Politics

Retired police major Mark Fox hopes to lead District 13 by relying on his law enforcement background, especially as he serves on the Metro Council’s Public Safety committee. The self-described “conservative” Democrat won his seat by edging out a Republican challenger with only a few dozen votes in November.

Fox also serves on the council’s Public Works and Parks and Sustainability committees. You can listen to our conversation in the player above.

You won your election by a very small margin, one that was too close to call on election night. Why do you think it was that tight?

I really haven’t analyzed it. I just wanted to stay focused on how I can best serve the people that had elected me. I’m a registered Democrat, however, a very conservative Democrat, having served in law enforcement. I’m a bit of a different Democrat, if you will, which I think is is true on a lot of local levels. The move nationally with the party is not reflective with me, nor what I’ve seen in the early innings of my career. So the district’s about 51, 52 percent
Democrat. The mayor’s race had an effect on that. The Republican candidate for mayor did very well in my district, and think that resulted in things being pretty close.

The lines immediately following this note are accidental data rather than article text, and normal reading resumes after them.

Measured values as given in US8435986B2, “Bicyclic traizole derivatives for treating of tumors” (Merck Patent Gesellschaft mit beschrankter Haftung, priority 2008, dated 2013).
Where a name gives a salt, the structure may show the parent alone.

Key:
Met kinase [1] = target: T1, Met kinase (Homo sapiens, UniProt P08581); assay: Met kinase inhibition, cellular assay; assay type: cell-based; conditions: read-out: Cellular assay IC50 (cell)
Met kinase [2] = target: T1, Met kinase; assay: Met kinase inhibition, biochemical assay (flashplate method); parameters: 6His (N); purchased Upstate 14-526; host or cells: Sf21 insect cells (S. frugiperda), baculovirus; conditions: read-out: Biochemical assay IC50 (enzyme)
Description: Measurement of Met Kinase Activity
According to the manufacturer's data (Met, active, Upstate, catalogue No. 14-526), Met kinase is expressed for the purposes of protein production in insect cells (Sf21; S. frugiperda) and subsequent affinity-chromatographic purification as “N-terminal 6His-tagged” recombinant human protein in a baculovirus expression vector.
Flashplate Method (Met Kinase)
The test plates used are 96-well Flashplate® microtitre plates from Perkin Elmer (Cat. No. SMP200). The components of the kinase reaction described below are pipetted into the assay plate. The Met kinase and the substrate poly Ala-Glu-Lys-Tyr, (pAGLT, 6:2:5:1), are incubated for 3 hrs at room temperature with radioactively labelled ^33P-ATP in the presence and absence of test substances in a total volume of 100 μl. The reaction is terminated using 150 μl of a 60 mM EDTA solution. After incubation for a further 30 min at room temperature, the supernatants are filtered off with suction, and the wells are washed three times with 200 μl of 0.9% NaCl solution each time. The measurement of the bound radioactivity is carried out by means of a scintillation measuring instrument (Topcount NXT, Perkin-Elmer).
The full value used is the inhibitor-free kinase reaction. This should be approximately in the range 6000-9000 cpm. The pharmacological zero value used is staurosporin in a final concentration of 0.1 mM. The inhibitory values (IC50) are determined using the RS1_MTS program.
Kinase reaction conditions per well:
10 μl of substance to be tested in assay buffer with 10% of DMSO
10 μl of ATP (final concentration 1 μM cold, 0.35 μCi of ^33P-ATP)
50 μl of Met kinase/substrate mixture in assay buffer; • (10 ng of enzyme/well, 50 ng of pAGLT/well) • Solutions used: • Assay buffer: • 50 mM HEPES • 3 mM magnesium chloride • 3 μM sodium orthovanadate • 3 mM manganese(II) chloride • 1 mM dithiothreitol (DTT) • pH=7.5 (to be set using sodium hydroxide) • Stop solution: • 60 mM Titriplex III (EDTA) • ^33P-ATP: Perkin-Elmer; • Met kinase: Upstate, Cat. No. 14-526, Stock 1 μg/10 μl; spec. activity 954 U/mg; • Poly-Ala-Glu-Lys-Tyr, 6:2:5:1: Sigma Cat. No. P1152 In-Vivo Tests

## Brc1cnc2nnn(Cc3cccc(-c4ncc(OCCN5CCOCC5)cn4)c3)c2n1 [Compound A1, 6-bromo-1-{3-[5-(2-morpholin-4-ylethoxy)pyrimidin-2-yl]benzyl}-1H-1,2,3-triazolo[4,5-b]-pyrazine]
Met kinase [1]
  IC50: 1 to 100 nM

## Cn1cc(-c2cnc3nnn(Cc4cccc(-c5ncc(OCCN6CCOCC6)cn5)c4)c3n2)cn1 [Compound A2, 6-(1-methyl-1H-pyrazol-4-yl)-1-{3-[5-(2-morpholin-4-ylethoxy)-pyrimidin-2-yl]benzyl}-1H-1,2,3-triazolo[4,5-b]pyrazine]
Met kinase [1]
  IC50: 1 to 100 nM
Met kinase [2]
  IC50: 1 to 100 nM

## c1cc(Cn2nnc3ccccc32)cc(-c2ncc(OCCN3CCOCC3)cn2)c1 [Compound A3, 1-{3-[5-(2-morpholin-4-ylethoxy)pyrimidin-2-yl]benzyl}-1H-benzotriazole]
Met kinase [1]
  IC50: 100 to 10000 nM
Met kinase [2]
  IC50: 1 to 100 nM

You’re one of several new council members who are treating the job as a full-time position although technically it’s not. Do you think it should be?

I guess it just depends on the area you serve. I personally feel my citizens deserve full-time representation. There are a lot of council districts that have a lot of smaller cities included in them that have their own governing bodies. So that’s a decision for the councilperson to decide for themselves. Plus, I didn’t run for this office until my life was in a position where I can commit to that. My daughter’s grown, and I’m retired. I’m looking to take what I’ve built my life doing, and that is service to this community, and taking it to the next level. You can do 50, 60 hours a week very, very easily. I found that out and I’m good with that.

What sorts of questions or concerns have you been hearing from constituents in these first few weeks of your term?

Drainage and infrastructure are two of the things that I hear a lot. We just got our committee assignments for the council year. I’ll be on the Public Safety Committee. And obviously with my police background, that’s a perfect fit because I’ve dealt with firefighters, corrections officers, paramedics and EMT and the suburban fire districts, the urban district fire department, so that’s a great fit. The other two committees are Public Works and Parks and Sustainability and I’m really excited about that.

This interview has been edited for length and clarity.

Amina Elahi is WFPL's City Reporter.